Playing to your Strengths. It may be an obvious one to begin with, but as the article notes, “many colleges have been reluctant to focus on just a few strengths.”   The reporting they collect at the Chronicle suggests though that as hard as it is, it is powerful: “identify unique or distinctive strengths and put resources into those, perhaps at the expense of others.”

Examples include Ball State’s immersive learning program, which requires students to complete projects for practice experience, and Northeastern’s required cooperative-education program.   “Even elite universities can end up diminishing and diluting the impact of their programs by refusing to highlight a few.”

This is old news, but still valuable: Know your school’s strengths, invest in them, develop them further, and become the best school you can be in those ways. (more…)

Good evening:

Thank you for attending this session, and thank you everyone at NYSAIS, especially arvind, Alex, and Barbara for inviting me.   I want to open with a quote:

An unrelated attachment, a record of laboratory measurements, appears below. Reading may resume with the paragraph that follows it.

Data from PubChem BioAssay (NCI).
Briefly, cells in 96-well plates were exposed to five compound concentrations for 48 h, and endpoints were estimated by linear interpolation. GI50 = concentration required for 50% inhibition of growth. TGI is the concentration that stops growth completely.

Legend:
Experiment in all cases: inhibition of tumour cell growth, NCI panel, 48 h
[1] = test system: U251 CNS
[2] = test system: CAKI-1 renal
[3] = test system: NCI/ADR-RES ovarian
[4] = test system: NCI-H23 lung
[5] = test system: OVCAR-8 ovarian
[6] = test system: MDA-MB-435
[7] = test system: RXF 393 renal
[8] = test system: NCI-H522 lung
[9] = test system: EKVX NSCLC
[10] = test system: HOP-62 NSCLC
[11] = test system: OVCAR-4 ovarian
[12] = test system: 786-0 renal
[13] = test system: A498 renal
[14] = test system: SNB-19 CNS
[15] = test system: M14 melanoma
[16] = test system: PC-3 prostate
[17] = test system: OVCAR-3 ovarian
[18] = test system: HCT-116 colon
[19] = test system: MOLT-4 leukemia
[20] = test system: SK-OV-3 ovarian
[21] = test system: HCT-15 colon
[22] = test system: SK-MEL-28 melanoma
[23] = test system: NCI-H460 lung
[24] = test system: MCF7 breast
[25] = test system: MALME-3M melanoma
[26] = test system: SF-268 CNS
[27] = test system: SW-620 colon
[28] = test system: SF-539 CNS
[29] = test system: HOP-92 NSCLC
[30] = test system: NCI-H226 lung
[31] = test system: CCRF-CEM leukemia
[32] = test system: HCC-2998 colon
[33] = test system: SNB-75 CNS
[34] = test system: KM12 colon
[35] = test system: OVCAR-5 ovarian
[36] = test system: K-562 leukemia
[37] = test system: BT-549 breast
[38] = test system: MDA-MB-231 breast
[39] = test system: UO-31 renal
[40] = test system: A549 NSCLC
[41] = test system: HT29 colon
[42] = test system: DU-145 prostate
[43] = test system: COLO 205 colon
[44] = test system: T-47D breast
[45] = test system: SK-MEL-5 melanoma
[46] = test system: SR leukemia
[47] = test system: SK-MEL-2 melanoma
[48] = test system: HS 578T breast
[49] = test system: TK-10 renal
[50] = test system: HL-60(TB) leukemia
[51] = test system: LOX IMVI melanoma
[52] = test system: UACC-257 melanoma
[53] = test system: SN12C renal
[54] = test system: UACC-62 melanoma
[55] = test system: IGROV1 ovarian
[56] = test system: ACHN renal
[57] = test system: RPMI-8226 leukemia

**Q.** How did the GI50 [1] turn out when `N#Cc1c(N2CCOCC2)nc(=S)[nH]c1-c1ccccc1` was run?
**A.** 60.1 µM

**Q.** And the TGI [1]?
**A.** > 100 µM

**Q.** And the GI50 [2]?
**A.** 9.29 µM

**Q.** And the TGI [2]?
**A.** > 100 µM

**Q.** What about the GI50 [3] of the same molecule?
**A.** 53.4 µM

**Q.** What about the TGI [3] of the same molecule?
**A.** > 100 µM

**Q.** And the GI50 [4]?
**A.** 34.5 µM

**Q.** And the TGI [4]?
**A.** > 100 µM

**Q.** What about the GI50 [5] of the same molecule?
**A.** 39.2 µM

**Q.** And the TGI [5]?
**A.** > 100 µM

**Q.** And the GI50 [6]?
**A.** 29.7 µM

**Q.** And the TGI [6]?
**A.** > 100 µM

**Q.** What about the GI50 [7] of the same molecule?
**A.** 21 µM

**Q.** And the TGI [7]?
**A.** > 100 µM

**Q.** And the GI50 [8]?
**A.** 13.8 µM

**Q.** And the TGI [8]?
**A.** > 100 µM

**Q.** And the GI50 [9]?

In this day and age, many schools incorrectly view successful education as an extremely complex process, but
the formula for a really first rate education is relatively simple: put highly qualified, caring faculty, and eager, bright youth together in a personalized setting with a robust curriculum – and let things happen.

There are plenty of sentimental reasons to appreciate this quote.   Some truths about excellence in learning are timeless, and I think we can still learn enormously from Socrates and Aristotle.   But my suggestion is that if you accept this idea whole-heartedly, you are welcome to head over to the bar early– go ahead and get yourself a drink.

I believe the world is not just flat, the world is spinning: faster and faster, and that schooling can not rely on the simple formulas of the past:

  • because what our students need to learn is changing,